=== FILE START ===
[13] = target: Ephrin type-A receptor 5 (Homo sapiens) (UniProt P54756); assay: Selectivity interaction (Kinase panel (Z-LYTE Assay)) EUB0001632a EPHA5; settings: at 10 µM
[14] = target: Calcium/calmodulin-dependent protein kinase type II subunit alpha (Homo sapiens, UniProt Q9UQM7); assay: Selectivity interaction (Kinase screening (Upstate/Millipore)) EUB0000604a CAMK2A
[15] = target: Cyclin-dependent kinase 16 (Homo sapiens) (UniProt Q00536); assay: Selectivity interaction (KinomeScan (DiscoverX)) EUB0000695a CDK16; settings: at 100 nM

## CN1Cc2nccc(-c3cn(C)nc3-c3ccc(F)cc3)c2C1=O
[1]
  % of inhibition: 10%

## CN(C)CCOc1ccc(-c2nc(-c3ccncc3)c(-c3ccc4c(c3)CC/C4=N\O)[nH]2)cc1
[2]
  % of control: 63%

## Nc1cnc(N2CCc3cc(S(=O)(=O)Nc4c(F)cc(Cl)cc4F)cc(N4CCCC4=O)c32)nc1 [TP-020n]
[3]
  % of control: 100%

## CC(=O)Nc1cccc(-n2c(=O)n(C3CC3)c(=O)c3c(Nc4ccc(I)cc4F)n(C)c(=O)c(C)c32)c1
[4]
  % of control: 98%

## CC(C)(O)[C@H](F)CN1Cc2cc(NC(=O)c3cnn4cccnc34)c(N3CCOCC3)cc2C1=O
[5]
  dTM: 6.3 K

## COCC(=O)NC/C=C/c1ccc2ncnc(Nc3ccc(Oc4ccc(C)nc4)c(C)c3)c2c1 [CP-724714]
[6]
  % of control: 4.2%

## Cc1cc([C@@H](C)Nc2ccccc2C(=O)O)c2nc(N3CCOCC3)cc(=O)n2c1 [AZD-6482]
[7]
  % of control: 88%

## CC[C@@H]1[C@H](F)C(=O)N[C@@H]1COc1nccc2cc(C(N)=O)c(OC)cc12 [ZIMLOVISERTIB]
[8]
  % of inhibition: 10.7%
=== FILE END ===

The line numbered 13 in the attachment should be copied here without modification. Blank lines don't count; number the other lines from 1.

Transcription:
## CC(=O)Nc1cccc(-n2c(=O)n(C3CC3)c(=O)c3c(Nc4ccc(I)cc4F)n(C)c(=O)c(C)c32)c1